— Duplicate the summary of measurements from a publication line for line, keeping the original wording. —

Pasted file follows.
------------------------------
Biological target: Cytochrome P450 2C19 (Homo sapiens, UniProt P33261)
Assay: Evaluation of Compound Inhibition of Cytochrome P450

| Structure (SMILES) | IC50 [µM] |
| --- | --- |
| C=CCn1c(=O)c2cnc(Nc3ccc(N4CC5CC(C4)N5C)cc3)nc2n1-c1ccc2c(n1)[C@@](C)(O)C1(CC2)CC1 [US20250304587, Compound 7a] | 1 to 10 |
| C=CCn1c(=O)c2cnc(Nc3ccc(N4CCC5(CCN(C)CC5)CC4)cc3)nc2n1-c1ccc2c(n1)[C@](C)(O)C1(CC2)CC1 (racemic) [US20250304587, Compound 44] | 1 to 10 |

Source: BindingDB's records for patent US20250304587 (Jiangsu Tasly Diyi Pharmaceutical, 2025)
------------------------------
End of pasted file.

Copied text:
Biological target: Cytochrome P450 2C19 (Homo sapiens, UniProt P33261)
Assay: Evaluation of Compound Inhibition of Cytochrome P450

| Structure (SMILES) | IC50 [µM] |
| --- | --- |
| C=CCn1c(=O)c2cnc(Nc3ccc(N4CC5CC(C4)N5C)cc3)nc2n1-c1ccc2c(n1)[C@@](C)(O)C1(CC2)CC1 [US20250304587, Compound 7a] | 1 to 10 |
| C=CCn1c(=O)c2cnc(Nc3ccc(N4CCC5(CCN(C)CC5)CC4)cc3)nc2n1-c1ccc2c(n1)[C@](C)(O)C1(CC2)CC1 (racemic) [US20250304587, Compound 44] | 1 to 10 |

Source: BindingDB's records for patent US20250304587 (Jiangsu Tasly Diyi Pharmaceutical, 2025)